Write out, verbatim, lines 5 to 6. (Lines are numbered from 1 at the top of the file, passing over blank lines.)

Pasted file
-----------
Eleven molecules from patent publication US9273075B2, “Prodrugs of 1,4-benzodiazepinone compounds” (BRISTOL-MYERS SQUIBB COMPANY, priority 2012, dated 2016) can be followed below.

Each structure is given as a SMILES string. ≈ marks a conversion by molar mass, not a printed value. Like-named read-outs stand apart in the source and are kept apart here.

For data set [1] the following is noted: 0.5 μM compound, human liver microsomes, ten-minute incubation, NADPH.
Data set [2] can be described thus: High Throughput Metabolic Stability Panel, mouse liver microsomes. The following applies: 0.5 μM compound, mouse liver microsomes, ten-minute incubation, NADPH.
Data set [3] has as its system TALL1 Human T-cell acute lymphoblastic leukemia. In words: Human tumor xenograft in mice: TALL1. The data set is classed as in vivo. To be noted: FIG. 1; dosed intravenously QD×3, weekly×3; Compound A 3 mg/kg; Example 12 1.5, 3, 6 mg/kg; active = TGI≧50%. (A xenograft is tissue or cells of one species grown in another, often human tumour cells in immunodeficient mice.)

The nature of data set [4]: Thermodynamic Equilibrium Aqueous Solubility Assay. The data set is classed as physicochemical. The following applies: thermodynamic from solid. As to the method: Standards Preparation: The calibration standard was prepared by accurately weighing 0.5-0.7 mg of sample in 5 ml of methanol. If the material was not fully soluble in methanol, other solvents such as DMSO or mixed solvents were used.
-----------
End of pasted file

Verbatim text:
Data set [3] has as its system TALL1 Human T-cell acute lymphoblastic leukemia. In words: Human tumor xenograft in mice: TALL1. The data set is classed as in vivo. To be noted: FIG. 1; dosed intravenously QD×3, weekly×3; Compound A 3 mg/kg; Example 12 1.5, 3, 6 mg/kg; active = TGI≧50%. (A xenograft is tissue or cells of one species grown in another, often human tumour cells in immunodeficient mice.)

The nature of data set [4]: Thermodynamic Equilibrium Aqueous Solubility Assay. The data set is classed as physicochemical. The following applies: thermodynamic from solid. As to the method: Standards Preparation: The calibration standard was prepared by accurately weighing 0.5-0.7 mg of sample in 5 ml of methanol. If the material was not fully soluble in methanol, other solvents such as DMSO or mixed solvents were used.